House prices increased by 3.4% last year
House prices rose by a further 3.4% in 2023, Daft.ie’s quarterly report has found.
The rise is the smallest increase since 2019 and means the average property price listed on the website was worth €320,046.
That figure is 14% lower than at the peak of the Celtic Tiger.
Prices rose across the nation but increases were largest in Connacht-Ulster, up 8.3%, and in Munster, up 6.8%.
By contrast, prices rose 2% in Dublin and 0.8% in the rest of Leinster.
“Unfortunately for many people, the prices have moved on again,” Institute of Professional Auctioneers and Valuers CEO Pat Davitt said.
“It looks like they’re continuing to move on and going to move on in 2024 – unless something else happens in the marketplace.”
There was also a noticeably drop in availability with the 11,100 homes listed as available to buy on December 1st.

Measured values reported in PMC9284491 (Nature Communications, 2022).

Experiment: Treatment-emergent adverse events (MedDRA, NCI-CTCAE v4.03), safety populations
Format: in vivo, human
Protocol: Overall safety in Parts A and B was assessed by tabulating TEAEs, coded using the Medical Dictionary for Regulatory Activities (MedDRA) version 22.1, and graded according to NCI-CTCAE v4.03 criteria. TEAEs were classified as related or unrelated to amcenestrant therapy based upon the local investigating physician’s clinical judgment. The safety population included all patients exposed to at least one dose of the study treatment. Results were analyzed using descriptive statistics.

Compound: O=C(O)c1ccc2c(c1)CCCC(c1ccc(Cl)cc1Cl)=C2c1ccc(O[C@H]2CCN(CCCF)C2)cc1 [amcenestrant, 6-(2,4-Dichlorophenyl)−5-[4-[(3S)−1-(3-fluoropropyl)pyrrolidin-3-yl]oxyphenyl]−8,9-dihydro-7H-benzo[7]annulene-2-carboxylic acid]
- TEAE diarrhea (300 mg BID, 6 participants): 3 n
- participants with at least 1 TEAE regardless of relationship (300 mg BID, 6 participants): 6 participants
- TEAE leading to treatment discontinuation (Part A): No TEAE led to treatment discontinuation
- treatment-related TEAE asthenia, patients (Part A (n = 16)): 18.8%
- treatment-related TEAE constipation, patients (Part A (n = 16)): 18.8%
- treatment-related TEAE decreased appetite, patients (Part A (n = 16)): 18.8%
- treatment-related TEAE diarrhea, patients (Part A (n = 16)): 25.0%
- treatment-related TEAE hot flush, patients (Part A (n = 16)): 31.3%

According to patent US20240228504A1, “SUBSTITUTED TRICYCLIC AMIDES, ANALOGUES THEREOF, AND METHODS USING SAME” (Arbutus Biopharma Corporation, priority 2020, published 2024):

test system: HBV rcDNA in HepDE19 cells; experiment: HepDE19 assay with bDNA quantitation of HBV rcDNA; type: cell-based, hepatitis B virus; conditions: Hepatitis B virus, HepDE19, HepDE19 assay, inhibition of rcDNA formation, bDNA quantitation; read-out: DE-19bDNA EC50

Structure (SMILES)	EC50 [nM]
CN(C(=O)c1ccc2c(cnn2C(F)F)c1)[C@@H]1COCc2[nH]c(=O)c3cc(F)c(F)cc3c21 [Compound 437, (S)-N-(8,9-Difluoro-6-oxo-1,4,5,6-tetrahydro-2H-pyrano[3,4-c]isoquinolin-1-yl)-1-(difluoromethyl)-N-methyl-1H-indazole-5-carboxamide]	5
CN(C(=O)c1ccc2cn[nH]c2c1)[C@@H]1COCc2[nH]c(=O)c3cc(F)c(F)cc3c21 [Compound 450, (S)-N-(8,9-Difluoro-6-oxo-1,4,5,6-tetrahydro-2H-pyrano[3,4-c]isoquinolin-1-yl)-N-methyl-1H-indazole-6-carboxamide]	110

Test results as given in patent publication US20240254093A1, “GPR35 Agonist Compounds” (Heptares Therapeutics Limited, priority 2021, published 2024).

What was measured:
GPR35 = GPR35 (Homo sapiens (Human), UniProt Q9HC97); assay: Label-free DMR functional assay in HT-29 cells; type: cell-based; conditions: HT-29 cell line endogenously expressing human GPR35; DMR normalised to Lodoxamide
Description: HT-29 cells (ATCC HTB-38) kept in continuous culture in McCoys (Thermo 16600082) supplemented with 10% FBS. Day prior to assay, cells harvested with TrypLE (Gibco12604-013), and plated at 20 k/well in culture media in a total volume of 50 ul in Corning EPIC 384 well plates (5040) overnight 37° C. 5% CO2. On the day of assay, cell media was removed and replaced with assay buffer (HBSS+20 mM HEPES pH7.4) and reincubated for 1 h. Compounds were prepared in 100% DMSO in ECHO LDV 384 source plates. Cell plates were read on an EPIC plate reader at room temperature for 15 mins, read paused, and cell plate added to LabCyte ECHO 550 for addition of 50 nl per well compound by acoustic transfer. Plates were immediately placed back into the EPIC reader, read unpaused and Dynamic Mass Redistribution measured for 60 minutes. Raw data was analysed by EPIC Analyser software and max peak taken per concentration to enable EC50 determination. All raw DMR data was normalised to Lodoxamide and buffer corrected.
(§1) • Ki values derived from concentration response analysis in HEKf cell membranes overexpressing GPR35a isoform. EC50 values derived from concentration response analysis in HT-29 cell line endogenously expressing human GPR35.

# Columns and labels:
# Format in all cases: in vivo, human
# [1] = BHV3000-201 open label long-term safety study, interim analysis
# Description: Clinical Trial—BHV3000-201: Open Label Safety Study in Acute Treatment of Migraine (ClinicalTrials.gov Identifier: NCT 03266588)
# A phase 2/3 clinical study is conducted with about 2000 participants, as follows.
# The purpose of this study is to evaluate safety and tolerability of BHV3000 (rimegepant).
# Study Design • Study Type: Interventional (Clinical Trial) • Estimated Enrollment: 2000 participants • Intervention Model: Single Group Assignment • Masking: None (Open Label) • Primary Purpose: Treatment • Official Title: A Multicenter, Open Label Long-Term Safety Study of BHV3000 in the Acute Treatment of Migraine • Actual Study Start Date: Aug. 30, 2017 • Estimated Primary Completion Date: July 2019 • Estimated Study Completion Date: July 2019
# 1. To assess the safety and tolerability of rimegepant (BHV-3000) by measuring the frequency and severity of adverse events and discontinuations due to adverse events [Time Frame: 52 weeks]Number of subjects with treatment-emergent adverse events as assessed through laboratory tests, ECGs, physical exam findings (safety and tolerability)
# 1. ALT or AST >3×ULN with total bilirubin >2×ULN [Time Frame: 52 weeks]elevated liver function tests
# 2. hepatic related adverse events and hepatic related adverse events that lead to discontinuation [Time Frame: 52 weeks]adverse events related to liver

That figure is down 27% year-on-year and represents the lowest figure since March 2022.
Mr Davitt said many people are struggling to get their mortgage applications approved by banks.
“Despite the fact that they’re able to show that they’re paying a lot more rent than what a mortgage would cost, they’re still not able to borrow that extra money to be able to buy a property,” he said.
“It’s very unfortunate for a lot of people, I think, to have to stay in that situation when they could actually buy a house.
“At the same time, there aren’t that many houses for sale either – which is another problem.”
In November last year, Housing Minister Darragh O’Brien said the Government would have to increase its housing targets.
Main image: A view of Annascaul village in Co Kerry. Picture by: Michael Diggin / Alamy Stock Photo